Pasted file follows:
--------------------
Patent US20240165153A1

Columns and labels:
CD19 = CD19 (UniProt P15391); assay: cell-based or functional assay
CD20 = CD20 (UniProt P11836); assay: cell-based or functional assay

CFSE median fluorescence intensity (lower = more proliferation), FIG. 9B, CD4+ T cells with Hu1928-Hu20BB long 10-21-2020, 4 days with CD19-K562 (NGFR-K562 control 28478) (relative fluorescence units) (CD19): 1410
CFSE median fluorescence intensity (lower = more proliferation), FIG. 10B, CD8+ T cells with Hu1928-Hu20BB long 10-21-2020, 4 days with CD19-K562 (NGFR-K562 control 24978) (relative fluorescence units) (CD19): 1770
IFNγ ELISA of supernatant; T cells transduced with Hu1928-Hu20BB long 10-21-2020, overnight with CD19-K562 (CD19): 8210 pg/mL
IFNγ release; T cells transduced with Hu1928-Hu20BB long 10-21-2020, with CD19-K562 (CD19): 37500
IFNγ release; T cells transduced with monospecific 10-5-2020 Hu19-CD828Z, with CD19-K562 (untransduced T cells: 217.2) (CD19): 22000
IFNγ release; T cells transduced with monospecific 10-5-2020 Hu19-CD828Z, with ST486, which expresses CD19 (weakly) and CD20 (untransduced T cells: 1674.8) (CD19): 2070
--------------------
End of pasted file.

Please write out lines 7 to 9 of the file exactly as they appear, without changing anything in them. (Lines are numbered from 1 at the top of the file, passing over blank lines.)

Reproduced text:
IFNγ ELISA of supernatant; T cells transduced with Hu1928-Hu20BB long 10-21-2020, overnight with CD19-K562 (CD19): 8210 pg/mL
IFNγ release; T cells transduced with Hu1928-Hu20BB long 10-21-2020, with CD19-K562 (CD19): 37500
IFNγ release; T cells transduced with monospecific 10-5-2020 Hu19-CD828Z, with CD19-K562 (untransduced T cells: 217.2) (CD19): 22000